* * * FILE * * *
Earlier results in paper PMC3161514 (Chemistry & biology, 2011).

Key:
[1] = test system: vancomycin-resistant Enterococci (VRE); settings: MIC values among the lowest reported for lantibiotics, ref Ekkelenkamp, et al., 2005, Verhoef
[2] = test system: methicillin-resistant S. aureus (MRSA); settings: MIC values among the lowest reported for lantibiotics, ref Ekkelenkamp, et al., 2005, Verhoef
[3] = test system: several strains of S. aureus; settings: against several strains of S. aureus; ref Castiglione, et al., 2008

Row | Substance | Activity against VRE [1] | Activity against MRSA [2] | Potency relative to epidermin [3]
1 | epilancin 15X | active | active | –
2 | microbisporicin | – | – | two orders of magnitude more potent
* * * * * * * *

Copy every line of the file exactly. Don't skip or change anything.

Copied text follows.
Earlier results in paper PMC3161514 (Chemistry & biology, 2011).

Key:
[1] = test system: vancomycin-resistant Enterococci (VRE); settings: MIC values among the lowest reported for lantibiotics, ref Ekkelenkamp, et al., 2005, Verhoef
[2] = test system: methicillin-resistant S. aureus (MRSA); settings: MIC values among the lowest reported for lantibiotics, ref Ekkelenkamp, et al., 2005, Verhoef
[3] = test system: several strains of S. aureus; settings: against several strains of S. aureus; ref Castiglione, et al., 2008

Row | Substance | Activity against VRE [1] | Activity against MRSA [2] | Potency relative to epidermin [3]
1 | epilancin 15X | active | active | –
2 | microbisporicin | – | – | two orders of magnitude more potent